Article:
Scheduled time for Public Observing: 9pm-11pm
Solar System Objects:
The Moon: will be 27° high in the SW at 9pm, and 23% illuminated (Waxing Crescent phase). An interesting formation near the terminator tonight is the ancient crater Janssen, see below.
Image copyright (c) Virtual Moon Atlas / http://ap-i.net/avl/en/start
It’s very large at about 120 miles in diameter, the state of Connecticut would just fit inside of it. Janssen appears “worn” however, due to smaller impact craters forming on top of it, micrometeorite impacts, and billions of years of solar radiation.
Planets: Jupiter will be 20° high in the SE at 9pm. By 10:30pm Saturn will be 17° high in the SE, still low in the sky, but it’s rings would be visible with a telescope set up outside of the observatory. The position of Jupiter’s major satellites at 10pm are shown below.
Image courtesy of Starry Night (R) Orion Special Edition, Version: 6.2.3 kcEW, Imaginova (R) Corp.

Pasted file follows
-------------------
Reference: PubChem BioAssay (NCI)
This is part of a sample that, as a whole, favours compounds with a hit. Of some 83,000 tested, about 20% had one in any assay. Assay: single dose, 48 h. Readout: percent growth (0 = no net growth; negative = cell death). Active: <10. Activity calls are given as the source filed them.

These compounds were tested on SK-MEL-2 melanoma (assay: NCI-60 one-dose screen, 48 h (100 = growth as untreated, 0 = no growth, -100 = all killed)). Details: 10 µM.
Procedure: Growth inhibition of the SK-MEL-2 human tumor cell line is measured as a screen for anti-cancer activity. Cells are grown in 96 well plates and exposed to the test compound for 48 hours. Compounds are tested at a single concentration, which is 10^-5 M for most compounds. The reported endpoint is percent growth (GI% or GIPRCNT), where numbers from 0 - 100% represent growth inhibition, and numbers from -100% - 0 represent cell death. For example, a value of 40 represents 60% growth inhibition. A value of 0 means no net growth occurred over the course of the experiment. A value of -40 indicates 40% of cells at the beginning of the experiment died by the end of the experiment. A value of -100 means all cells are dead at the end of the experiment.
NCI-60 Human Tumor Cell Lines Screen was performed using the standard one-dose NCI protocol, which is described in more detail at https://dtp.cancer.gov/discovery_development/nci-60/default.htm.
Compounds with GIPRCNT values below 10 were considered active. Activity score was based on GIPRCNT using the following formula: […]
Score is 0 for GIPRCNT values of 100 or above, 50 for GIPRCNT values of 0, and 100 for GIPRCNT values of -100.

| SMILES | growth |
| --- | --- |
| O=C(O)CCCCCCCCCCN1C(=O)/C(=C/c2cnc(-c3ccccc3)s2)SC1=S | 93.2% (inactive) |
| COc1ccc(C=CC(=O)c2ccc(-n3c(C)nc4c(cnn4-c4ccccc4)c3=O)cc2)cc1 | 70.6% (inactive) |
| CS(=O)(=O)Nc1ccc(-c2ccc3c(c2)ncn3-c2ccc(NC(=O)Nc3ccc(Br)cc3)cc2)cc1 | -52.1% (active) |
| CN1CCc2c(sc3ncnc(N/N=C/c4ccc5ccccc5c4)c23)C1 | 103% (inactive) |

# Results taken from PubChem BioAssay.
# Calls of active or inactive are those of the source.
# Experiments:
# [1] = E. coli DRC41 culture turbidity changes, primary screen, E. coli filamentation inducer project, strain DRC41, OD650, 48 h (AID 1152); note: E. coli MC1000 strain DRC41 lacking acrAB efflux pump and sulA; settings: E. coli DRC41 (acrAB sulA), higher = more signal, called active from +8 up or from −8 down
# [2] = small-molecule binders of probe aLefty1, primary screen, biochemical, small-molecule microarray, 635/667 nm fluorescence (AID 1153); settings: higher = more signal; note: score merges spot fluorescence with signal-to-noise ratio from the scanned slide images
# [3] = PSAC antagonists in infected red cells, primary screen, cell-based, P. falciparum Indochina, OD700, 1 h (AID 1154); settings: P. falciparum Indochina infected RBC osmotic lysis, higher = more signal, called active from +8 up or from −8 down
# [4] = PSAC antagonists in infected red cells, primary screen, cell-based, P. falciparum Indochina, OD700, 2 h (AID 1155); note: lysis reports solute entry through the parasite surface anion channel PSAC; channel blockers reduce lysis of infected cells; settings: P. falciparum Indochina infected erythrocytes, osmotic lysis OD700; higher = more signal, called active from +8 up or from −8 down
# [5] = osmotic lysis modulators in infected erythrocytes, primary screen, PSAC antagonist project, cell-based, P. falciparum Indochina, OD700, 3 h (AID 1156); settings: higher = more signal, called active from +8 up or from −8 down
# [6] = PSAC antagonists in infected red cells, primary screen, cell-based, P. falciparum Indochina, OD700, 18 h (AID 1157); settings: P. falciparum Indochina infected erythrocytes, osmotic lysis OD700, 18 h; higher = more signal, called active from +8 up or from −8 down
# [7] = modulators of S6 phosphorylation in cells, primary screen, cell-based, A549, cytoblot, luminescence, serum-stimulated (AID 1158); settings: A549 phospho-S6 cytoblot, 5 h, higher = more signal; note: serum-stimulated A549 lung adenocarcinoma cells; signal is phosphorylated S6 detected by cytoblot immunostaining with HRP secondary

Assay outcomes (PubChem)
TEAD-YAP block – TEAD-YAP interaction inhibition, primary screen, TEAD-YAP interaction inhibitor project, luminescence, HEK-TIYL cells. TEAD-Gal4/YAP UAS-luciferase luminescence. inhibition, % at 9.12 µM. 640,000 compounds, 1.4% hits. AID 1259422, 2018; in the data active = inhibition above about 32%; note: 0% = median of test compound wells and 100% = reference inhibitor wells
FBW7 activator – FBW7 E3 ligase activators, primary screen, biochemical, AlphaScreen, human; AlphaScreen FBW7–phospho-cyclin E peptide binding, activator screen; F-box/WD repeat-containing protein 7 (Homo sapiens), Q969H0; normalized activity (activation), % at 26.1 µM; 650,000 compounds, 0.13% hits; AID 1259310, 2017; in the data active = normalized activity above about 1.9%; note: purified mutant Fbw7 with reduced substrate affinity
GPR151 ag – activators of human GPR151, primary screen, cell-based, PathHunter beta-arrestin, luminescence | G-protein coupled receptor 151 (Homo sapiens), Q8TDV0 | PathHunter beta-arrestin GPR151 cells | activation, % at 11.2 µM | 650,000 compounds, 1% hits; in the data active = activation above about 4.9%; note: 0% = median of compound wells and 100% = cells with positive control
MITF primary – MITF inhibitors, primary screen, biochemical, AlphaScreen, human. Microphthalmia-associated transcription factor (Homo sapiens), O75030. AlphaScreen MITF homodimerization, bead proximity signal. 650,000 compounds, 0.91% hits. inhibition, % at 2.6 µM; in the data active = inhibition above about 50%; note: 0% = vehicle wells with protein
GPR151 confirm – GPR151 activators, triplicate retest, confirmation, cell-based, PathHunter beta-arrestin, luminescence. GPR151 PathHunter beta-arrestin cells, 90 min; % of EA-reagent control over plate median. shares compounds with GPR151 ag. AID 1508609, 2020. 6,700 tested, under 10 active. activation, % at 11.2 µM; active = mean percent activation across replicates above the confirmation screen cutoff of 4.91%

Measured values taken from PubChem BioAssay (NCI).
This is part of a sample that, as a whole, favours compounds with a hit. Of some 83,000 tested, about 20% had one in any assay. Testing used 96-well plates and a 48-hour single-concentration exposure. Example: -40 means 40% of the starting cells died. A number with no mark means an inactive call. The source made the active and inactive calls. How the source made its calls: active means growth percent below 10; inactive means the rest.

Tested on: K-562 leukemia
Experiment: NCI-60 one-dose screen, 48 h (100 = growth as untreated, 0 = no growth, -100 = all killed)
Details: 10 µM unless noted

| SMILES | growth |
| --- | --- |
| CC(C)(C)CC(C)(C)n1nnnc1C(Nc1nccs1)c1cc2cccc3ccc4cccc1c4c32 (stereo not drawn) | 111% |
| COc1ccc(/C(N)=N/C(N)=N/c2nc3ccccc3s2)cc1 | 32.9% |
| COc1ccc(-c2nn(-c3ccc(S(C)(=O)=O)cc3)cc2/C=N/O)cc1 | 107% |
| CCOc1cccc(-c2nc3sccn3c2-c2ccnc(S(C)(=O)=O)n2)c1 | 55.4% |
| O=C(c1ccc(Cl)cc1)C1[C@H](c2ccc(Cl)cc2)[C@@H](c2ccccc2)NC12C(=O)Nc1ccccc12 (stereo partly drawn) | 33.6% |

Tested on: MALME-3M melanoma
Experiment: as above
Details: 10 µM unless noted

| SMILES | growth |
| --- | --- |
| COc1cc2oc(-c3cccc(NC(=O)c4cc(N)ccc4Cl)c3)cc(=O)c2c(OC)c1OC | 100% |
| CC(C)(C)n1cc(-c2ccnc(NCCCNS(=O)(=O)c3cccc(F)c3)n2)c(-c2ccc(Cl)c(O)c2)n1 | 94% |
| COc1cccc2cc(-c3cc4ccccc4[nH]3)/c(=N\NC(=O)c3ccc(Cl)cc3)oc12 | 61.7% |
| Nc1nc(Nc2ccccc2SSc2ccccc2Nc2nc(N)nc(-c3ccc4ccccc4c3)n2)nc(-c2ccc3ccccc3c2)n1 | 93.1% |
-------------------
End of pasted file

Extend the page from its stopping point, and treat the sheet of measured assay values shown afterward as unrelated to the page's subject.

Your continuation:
Deep Sky: As the moon gets lower in the West, some deep-sky objects such as globular clusters and planetary nebulae will become visible. The globular cluster M3 is shown below, imaged with a specialized video camera attached to a telescope.
This camera is often set up outside of Van Vleck Observatory on public observing nights, and live images such as this may be viewed on a monitor.
Star Charts and other Information:
A very useful monthly star chart can be downloaded here from SkyMaps.com, giving information on objects visible with the unaided eye, binoculars, or telescope.
For current astronomical events see Sky and Telescope Magazine’s “This Week’s Sky at a Glance”.